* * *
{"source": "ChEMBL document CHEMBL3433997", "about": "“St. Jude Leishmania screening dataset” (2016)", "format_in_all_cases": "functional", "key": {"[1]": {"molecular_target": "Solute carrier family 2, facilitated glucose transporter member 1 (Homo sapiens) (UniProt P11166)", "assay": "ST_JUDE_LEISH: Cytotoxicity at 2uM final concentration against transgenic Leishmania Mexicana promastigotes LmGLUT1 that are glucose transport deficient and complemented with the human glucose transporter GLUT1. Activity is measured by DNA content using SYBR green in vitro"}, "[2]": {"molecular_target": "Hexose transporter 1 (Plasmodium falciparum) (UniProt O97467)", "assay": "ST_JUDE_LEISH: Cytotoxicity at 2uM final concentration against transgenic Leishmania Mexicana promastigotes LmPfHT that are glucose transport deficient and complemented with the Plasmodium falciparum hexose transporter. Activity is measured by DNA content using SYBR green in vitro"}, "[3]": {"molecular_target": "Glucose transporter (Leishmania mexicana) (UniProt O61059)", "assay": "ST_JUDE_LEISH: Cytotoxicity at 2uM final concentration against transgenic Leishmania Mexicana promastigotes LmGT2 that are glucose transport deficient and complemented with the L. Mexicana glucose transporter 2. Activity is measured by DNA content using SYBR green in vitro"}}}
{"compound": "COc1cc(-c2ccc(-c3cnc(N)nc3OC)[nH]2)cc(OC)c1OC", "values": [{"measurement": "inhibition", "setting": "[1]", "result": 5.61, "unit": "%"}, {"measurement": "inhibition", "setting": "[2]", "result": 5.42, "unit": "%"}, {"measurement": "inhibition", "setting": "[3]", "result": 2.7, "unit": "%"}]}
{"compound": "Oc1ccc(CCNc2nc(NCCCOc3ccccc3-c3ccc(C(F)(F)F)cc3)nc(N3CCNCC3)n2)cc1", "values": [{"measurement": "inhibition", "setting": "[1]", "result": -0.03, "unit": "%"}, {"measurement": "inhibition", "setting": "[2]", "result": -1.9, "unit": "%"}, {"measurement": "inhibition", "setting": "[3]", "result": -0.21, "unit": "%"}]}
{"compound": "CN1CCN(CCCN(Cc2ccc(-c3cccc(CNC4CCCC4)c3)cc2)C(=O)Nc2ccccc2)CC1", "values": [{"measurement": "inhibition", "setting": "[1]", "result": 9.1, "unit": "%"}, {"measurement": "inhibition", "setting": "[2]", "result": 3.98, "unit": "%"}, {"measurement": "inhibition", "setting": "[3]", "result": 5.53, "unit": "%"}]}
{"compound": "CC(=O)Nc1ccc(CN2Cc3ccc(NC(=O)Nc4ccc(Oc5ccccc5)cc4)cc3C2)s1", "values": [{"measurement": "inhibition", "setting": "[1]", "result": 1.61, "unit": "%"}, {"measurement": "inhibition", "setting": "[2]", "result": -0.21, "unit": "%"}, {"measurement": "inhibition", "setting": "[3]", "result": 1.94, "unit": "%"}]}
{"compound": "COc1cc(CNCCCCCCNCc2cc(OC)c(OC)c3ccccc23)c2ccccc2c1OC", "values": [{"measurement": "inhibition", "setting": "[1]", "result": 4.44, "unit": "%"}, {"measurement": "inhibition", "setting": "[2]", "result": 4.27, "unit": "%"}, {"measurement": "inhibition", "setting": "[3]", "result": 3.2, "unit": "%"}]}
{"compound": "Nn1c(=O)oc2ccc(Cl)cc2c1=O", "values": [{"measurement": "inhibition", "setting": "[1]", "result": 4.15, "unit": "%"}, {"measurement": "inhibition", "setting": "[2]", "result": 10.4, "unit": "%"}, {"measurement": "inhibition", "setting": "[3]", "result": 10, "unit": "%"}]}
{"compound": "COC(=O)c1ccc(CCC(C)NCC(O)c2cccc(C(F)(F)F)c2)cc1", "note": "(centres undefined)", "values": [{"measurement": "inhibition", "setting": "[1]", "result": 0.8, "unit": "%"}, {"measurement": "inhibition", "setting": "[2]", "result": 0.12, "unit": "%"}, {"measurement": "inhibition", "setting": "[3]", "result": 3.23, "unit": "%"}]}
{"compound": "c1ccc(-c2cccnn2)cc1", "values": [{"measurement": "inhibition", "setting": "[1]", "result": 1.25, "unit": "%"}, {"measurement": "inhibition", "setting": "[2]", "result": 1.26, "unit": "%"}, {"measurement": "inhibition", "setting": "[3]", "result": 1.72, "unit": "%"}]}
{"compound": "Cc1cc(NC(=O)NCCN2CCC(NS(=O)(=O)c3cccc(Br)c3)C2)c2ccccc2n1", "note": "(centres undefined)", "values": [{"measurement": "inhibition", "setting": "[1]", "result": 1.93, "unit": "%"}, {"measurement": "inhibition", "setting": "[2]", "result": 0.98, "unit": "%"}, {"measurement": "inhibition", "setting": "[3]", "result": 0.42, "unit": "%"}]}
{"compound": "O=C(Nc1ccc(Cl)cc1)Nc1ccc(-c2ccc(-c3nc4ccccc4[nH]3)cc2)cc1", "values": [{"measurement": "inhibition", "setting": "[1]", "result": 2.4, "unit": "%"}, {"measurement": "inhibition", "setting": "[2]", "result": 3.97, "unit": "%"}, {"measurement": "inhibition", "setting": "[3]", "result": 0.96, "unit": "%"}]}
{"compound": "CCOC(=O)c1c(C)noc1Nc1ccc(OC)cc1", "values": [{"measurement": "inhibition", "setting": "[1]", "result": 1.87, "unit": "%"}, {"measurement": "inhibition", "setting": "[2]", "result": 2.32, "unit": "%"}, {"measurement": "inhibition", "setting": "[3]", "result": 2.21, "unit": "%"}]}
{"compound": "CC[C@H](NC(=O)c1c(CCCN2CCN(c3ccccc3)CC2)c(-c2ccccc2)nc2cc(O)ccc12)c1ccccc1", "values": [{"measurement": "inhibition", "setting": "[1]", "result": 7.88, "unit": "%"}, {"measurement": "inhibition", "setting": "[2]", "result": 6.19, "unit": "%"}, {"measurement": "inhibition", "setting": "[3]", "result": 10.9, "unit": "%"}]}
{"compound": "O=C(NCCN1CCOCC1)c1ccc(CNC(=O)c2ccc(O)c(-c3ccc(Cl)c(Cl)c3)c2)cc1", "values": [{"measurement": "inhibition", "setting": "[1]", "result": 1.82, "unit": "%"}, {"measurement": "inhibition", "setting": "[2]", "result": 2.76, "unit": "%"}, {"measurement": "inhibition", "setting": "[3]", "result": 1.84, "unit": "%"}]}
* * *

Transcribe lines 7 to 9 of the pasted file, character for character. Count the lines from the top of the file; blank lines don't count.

{"compound": "Nn1c(=O)oc2ccc(Cl)cc2c1=O", "values": [{"measurement": "inhibition", "setting": "[1]", "result": 4.15, "unit": "%"}, {"measurement": "inhibition", "setting": "[2]", "result": 10.4, "unit": "%"}, {"measurement": "inhibition", "setting": "[3]", "result": 10, "unit": "%"}]}
{"compound": "COC(=O)c1ccc(CCC(C)NCC(O)c2cccc(C(F)(F)F)c2)cc1", "note": "(centres undefined)", "values": [{"measurement": "inhibition", "setting": "[1]", "result": 0.8, "unit": "%"}, {"measurement": "inhibition", "setting": "[2]", "result": 0.12, "unit": "%"}, {"measurement": "inhibition", "setting": "[3]", "result": 3.23, "unit": "%"}]}
{"compound": "c1ccc(-c2cccnn2)cc1", "values": [{"measurement": "inhibition", "setting": "[1]", "result": 1.25, "unit": "%"}, {"measurement": "inhibition", "setting": "[2]", "result": 1.26, "unit": "%"}, {"measurement": "inhibition", "setting": "[3]", "result": 1.72, "unit": "%"}]}